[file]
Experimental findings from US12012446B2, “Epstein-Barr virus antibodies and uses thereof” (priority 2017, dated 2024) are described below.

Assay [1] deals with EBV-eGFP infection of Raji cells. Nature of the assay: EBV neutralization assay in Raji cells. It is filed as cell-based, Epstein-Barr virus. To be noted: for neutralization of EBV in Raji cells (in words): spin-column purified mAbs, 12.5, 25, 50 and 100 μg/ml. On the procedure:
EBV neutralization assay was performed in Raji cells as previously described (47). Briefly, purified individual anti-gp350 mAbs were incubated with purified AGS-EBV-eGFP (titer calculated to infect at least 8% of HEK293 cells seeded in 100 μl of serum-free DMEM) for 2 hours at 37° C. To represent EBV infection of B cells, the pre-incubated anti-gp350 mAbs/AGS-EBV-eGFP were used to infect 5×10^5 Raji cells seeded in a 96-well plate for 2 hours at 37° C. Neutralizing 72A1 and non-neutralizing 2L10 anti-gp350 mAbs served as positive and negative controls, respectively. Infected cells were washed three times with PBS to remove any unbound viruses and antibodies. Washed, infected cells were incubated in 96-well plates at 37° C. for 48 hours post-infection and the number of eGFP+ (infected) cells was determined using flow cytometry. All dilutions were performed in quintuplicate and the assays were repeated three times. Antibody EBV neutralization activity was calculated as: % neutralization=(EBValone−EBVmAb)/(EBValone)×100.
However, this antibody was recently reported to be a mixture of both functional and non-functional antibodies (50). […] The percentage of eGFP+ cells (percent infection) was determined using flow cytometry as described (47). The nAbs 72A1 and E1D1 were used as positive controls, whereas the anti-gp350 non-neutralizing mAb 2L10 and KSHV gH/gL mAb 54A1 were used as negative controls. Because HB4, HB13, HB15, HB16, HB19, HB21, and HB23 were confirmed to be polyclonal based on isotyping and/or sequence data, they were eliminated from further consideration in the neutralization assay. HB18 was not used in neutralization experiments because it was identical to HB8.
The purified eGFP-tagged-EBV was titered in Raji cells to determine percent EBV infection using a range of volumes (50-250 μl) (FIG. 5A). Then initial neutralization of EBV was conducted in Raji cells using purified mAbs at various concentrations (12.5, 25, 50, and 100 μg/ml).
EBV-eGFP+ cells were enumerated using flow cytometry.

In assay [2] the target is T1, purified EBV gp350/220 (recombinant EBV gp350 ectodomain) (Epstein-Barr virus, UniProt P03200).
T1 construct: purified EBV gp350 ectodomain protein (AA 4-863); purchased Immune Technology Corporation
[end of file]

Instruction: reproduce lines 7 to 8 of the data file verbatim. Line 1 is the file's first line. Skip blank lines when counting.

In assay [2] the target is T1, purified EBV gp350/220 (recombinant EBV gp350 ectodomain) (Epstein-Barr virus, UniProt P03200).
T1 construct: purified EBV gp350 ectodomain protein (AA 4-863); purchased Immune Technology Corporation